Dohiyi Mir
    In Which NTodd Says His Peace

Saturday, June 14, 2003
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Was Saddam Nuts?

From The real reason we went to war:

...those who deny that Saddam possessed WMDs are forced to address a peculiar question: If he didn't have them, why didn't he simply prove to the U.N. he didn't have them, thus potentially averting an invasion?

That got me thinking...why *did* Saddam act the way he did? Seems pretty stupid or psycho. Well, I don't think we can apply our own psychological and cultural "reasoning" here, so we'll never really understand I think. Anyway, I look to history for examples of "crazy behavior" in other dictators (noting that historical analogy is a crude instrument).

Let's invoke Godwin's Law right away and examine Hitler. He considered himself a military (and political) genius, so had a worldview that led to overconfidence. When Germany invaded the Soviet Union in '41, it was over the objections of Hitler's general staff, who didn't want to fight a 2 front war. Today we see this as a big reason for the fall of the Reich, but Hitler was convinced that Slavs were inferior to Germans, and he was much smarter and gutsier than his military leaders. He did something patently silly because of how he saw the world.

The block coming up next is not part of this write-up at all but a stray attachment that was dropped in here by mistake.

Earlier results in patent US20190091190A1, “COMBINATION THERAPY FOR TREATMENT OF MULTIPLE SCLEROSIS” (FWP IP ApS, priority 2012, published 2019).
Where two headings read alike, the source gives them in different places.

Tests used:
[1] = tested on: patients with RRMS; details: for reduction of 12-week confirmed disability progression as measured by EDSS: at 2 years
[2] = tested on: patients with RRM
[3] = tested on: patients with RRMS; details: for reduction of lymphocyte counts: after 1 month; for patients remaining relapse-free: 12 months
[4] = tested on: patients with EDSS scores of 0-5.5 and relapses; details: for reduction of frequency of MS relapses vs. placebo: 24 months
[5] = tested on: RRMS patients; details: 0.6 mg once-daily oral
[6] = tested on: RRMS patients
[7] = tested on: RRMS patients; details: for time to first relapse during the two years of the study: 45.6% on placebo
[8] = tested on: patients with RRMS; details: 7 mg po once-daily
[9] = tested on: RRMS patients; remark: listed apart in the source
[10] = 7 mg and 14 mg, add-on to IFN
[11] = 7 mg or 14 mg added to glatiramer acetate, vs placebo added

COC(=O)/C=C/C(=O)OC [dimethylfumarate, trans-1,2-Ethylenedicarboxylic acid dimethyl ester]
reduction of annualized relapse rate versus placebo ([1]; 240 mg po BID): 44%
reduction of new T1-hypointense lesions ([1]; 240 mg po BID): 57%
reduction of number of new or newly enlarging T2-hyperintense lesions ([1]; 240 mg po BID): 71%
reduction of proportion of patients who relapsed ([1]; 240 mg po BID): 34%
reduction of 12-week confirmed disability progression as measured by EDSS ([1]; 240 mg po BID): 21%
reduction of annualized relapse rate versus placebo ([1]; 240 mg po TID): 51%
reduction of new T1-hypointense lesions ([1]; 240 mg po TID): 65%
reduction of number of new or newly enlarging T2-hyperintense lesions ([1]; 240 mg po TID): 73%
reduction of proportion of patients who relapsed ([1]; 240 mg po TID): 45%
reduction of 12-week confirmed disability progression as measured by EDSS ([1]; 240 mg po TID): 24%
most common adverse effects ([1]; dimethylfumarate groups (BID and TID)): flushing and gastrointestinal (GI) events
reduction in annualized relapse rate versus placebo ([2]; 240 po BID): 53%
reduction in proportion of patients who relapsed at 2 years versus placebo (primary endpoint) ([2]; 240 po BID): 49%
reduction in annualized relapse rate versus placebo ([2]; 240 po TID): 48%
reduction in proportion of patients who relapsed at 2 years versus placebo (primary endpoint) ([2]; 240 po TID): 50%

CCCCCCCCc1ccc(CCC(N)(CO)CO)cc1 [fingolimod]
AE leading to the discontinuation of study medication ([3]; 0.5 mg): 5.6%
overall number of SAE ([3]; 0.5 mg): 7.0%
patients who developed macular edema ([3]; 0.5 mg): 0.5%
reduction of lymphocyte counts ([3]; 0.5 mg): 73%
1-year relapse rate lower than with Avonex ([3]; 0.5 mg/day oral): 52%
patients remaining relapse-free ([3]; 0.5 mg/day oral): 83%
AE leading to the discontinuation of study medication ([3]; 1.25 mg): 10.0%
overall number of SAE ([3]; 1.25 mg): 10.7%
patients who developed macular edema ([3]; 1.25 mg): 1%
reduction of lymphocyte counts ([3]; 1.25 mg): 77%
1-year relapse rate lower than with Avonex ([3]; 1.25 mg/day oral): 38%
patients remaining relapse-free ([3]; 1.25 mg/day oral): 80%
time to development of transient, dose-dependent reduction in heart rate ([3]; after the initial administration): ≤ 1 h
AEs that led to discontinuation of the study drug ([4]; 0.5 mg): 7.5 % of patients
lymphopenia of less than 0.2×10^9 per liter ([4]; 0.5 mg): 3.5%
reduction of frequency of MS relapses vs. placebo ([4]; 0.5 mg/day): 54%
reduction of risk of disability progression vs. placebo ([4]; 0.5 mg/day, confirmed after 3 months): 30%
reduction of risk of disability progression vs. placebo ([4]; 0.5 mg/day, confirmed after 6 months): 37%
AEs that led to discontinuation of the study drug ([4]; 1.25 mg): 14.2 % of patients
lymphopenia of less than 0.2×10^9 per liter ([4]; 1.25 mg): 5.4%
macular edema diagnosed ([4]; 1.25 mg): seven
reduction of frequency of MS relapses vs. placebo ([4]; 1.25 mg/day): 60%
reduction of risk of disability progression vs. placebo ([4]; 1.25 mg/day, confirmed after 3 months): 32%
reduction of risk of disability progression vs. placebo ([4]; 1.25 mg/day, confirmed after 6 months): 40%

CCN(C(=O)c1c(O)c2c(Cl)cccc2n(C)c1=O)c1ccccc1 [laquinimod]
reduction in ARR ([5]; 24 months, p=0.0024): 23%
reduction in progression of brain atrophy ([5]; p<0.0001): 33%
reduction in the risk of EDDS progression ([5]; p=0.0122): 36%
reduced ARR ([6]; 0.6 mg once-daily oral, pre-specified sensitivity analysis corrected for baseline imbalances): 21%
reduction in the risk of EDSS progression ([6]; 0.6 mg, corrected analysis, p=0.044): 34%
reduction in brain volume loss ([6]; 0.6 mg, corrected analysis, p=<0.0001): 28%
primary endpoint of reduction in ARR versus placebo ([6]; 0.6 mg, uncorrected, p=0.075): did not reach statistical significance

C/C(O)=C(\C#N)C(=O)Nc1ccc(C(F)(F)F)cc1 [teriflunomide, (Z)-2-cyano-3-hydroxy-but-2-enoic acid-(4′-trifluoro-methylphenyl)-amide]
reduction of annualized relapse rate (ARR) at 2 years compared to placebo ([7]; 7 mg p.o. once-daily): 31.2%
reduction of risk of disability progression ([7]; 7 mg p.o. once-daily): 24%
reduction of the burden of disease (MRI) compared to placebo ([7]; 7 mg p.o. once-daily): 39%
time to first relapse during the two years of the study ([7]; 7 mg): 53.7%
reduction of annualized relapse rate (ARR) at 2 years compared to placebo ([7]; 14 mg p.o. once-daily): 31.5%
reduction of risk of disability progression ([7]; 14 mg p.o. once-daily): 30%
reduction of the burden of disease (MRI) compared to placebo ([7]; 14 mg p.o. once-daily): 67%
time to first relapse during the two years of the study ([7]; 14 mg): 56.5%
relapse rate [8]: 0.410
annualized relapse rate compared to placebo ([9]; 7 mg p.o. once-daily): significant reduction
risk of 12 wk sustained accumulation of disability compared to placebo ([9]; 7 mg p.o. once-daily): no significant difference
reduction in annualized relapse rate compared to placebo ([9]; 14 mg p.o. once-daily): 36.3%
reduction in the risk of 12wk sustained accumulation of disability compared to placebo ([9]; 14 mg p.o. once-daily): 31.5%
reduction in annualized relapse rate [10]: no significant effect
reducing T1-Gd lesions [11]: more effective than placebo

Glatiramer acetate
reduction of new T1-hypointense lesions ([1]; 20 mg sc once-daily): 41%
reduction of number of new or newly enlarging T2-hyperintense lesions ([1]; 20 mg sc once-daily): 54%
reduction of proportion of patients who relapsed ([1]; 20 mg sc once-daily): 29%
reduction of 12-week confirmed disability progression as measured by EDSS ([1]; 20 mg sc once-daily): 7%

Stalin himself also fell into traps laid by his filters. He believed Hitler wouldn't attack so soon (2 years) after signing their non-aggression pact and didn't think Germany would open a second front. Despite intelligence to the contrary, Stalin refused to believe Hitler was going to invade.

Looking at more recent examples, the DPRK might seem at first blush to be acting in a crazy manner wrt nukes. North Koreans are starving, yet Kim appears to be hell-bent on aqcuiring nuclear weapons (if he hasn't already). Paranoid or not, Kim sees the US in an aggressive posture (not unreasonable given our preventive war doctrine, "successful" prosecution of GWII, and outwardly offensive military moves in his region), and has calculated his best avenue for his (and I s'pose his nation's) survival. Korea's only leverage has historically been found in similar games of brinkmanship, since they pretty much lack any real power and have since the early days of the pen's history. I note that according to their official news agency, NK's stance is strangely consistent, given their worldview:

The DPRK has no intention to have a nuclear deterrent force without any reason, quite contrary to Washington's noisy propaganda.
The DPRK is willing to clear up the U.S. concern as regards the nuclear issue if it drops its hostile policy toward Pyongyang and addresses its concern.
But if the U.S. keeps threatening the DPRK with nukes instead of abandoning its hostile policy toward Pyongyang, the DPRK will have no option but to build up a nuclear deterrent force.